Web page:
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Did Bain Make A Difference?

by Stuart Shapiro

The past two weeks have been enjoyable for supporters of President Obama like myself.  Governor Romney has been on the defensive about his years at Bain and the Obama campaign has put out a series of effective ads.  The punditocracy declared the week a win for Obama.  But will it  make a difference in November?  Matthew Dickinson (a former professor of mine) is skeptical:

The bigger reason, however, is that most voters have already made up their mind regarding who they will support, and those that haven’t aren’t really paying close attention to Bain. According to the Times survey, 38% of those surveyed are paying “some” attention to the race, while another 14% are paying “not much” and 3% “none”.

Nate Silver’s model tends to agree:

National tracking polls moved toward President Obama, a set of state polls produced mixed but mostly unremarkable results, and the stock market was down on renewed investor concerns about Europe, lowering our economic index. Add it all up, and our model shows little change: Mr. Obama’s chances of winning the Electoral College are 67.2 percent, versus 66.7 percent on Thursday.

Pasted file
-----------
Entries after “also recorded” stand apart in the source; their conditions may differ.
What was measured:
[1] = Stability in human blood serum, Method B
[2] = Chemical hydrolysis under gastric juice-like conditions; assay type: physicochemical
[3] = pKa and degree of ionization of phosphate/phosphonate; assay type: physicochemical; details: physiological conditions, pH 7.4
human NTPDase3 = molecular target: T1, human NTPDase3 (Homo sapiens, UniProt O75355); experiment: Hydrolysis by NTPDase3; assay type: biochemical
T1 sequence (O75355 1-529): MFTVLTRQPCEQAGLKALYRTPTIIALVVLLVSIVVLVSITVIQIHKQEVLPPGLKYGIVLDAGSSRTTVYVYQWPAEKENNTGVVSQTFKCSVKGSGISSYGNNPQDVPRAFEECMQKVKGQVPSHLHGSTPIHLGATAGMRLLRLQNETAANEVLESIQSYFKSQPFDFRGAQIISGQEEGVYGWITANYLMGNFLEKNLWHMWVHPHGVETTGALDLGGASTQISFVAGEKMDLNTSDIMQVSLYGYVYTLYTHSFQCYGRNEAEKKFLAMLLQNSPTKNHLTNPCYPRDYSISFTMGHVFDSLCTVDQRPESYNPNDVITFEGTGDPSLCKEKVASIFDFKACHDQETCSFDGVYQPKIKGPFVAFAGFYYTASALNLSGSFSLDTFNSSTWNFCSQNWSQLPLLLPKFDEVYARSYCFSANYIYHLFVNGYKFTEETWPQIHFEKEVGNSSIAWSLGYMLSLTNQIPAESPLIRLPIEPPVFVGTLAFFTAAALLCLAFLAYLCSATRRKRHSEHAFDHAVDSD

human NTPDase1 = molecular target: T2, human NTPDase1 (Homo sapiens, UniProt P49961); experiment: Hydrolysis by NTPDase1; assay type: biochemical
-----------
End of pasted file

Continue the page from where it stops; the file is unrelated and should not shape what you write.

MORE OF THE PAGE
There are only a few moments in a campaign that make a big difference, the conventions (possibly) and the debates, and maybe a major news event or two.  If an election is razor close (meaning Bush-Gore close), then controversies like Bain may make a difference.  But usually the controversy of the week is just noise.

About Stuart Shapiro

Stuart Shapiro Stuart is a professor and the Director of the Public Policy program at the Bloustein School of Planning and Public Policy at Rutgers University. He teaches economics and cost-benefit analysis and studies regulation in the United States at both the federal and state levels. Prior to coming to Rutgers, Stuart worked for five years at the Office of Management and Budget in Washington under Presidents Clinton and George W. Bush.

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